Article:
When Marshall McLuhan coined the phrase “the medium is the message” in 1964, he was looking at a significantly smaller media environment. In today’s digital world, however, getting the message across is much more complicated due to a surplus of mediums to choose from. And this is particularly thorny for would-be advertisers trying to establish a brand presence while attempting to forge a connection with their desired audiences.
Chris McHugh, president of the Fairfield-based McQ Marketing Group, has his own 21st century riff on the classic McLuhan line. “You have to choose the right medium for the message,” he said.
McHugh, whose company creates advertising campaigns that run on print, display, social media and search engine media, added that the various formats evolved in a variety of ways that offer new benefits and challenges. For example, video advertising can go far beyond a passive viewing experience one associates with watching television commercials.
“Nowadays, if it is a video advertisement, it can be a two-way communication,” McHugh said. “Say if there is a small-business owner talking about what they do. You are able to run a Facebook ad with that individual and have the ‘message me’ button right at the bottom, and be able to talk with that person instantaneously. If you want that interaction with the business owner and not a salesperson, that is a real difference maker.”
But that raises another concern: creating a video advertisement that will not turn off some of the audience you want to reach.
“If you’re a millennial, you might think that a more authentic message might come from somebody that you’re more accustomed to watching on YouTube,” McHugh continued. “It might be somebody in a basement dressed in a hoodie or a t-shirt. Whereas if you skew a little bit older you’ve been trained that more production value subconsciously carries more weight.”
Sadly, McHugh added, there is no common ground. “You can’t do a hybrid of a YouTube look or a commercial look.” “I’ve run ad campaigns where the client wanted to take the commercial and put it online. And I’ve never seen such awful click-through rates because the viewers are almost offended, saying things like, ‘Why are you serving me this arcane television commercial when what I want is something authentic and tailored to me?’ That’s where you can go wrong a lot of times — not knowing what the generational or subconscious mindset would think is authentic or polished or unpolished for them.”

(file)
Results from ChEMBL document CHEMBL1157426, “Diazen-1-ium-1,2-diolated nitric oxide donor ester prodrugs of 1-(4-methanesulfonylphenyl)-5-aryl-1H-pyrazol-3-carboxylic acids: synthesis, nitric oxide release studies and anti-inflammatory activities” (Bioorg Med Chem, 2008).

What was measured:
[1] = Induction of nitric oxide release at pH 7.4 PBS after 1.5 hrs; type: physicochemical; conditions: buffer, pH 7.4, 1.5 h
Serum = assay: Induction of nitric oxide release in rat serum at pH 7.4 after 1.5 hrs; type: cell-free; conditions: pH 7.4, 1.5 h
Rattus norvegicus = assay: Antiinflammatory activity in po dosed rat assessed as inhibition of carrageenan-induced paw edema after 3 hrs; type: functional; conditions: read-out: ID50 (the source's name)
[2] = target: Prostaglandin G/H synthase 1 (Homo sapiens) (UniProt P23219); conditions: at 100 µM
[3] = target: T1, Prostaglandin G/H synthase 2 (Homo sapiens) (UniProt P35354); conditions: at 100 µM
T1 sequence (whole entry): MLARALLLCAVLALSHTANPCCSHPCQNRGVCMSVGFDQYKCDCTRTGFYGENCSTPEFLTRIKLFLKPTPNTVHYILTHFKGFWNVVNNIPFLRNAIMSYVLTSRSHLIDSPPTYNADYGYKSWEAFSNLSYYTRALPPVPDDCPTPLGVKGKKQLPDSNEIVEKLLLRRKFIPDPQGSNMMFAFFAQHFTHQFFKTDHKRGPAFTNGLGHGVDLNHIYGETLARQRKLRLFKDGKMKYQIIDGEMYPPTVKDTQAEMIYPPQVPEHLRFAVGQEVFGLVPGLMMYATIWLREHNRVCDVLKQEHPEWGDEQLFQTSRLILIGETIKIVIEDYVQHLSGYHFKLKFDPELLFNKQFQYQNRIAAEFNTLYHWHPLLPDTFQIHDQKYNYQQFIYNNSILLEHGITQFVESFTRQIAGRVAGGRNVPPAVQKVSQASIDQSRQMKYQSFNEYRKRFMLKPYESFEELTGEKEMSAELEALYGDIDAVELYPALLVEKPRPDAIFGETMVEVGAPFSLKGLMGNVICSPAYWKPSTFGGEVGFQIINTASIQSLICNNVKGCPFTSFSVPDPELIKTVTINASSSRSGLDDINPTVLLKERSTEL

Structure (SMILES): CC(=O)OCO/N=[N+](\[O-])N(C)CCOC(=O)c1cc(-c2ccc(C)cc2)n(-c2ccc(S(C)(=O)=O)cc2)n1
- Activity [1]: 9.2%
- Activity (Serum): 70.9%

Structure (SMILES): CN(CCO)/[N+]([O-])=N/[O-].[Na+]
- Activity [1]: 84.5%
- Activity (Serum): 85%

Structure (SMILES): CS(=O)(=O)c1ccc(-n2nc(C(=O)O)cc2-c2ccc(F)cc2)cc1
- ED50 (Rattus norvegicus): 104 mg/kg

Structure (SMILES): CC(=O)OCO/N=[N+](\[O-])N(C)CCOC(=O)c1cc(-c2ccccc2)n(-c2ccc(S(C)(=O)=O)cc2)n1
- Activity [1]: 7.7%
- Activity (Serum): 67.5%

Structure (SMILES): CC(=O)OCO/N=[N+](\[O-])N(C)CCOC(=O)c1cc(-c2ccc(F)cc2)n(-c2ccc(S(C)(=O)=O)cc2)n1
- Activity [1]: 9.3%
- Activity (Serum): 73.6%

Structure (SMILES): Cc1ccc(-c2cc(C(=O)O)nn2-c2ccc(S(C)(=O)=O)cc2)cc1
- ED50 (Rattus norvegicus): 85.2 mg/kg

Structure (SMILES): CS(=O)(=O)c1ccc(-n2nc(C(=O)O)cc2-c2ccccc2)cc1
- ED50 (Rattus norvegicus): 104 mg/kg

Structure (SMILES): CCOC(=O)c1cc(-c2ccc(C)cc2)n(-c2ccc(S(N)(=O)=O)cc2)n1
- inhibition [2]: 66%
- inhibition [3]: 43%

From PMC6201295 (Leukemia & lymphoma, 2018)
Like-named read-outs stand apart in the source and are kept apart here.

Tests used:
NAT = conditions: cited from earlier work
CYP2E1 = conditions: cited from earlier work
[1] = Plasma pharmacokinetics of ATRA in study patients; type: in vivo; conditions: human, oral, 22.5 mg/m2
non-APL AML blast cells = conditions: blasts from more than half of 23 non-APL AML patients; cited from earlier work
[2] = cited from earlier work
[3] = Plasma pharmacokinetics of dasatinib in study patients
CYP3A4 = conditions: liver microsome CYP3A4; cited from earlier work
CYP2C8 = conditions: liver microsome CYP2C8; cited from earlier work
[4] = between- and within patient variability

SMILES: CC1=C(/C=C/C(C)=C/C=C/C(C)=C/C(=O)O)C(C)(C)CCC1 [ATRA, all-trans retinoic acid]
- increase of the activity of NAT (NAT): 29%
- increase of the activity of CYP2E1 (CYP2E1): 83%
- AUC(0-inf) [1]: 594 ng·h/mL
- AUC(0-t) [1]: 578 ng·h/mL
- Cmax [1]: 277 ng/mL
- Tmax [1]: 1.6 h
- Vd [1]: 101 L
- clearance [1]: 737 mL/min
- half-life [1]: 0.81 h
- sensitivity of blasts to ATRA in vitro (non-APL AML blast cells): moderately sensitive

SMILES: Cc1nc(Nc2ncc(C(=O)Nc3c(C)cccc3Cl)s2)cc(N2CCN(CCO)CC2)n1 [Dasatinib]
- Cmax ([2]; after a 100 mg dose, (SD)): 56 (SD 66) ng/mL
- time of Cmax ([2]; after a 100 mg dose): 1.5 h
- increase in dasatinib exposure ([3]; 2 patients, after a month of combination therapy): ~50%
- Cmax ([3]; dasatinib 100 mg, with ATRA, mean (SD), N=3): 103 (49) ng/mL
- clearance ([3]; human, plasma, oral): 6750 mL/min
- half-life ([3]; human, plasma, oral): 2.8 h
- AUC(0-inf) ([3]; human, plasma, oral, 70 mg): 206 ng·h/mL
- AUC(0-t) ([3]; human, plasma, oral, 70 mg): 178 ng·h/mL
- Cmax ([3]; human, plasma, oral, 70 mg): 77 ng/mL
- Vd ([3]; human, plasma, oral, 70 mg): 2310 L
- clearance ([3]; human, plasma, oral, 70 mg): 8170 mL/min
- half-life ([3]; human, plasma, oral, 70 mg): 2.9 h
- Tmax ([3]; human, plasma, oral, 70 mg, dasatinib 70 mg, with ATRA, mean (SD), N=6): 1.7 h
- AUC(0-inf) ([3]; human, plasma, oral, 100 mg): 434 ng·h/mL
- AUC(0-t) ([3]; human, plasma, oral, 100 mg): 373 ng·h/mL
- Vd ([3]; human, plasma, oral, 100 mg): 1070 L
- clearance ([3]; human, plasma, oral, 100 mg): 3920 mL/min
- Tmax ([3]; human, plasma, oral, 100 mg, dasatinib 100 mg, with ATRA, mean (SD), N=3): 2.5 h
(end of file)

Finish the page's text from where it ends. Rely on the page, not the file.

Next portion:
McHugh does not accept the argument that video advertising is routinely ignored by viewers, citing himself as a prime example to contradict that notion. “If I’m watching a stream of NHL television and they block those ads, I’m in despair,” he laughed. “I don’t know what to watch. Should I look at my second screen on my phone? I find there is actual attention given to it.”
Of course, one could just skip the video component and focus on online advertising. But McHugh complained that Google and the social media sites have become “the gatekeeper of what you’re going to see” during your online experience, which is particularly frustrating for smaller companies trying to gain attention in a niche.
McHugh also observed there are also corners of the online world where the potential for advertising success is largely untapped. McHugh recalled arranging a Snapchat-based campaign for a client despite his initial reservations that the format would not produce the client’s anticipated feedback. His apprehension on the format was quickly erased.
“The visits to their website exploded, and it was shocking,” he recalled.
On the flip side, McHugh said that some advertising mediums that have been considered near valueless by marketing gurus still have their core audiences, most notably local telephone directories highlighting local vendors and services. “I have a very thick yellow and white pages,” he said. “I know many people in my community who don’t use the internet and don’t use cell phones, so that is their go-to.”
So, where does a business owner begin to look for potential advertising mediums? McHugh said that he recommended choosing a single medium to start with, adding that he will “always tell people to start small. You don’t need to spend a lot of money — do a $1,000 and see what works.”
As a post-script, McHugh also offered the affirmation that a successful advertising campaign will more than earn back its initial costs. “You can’t get around the fact that at its core, advertising does work,” he said. “While it might be a frustrating time for many, it’s also a fascinating time.”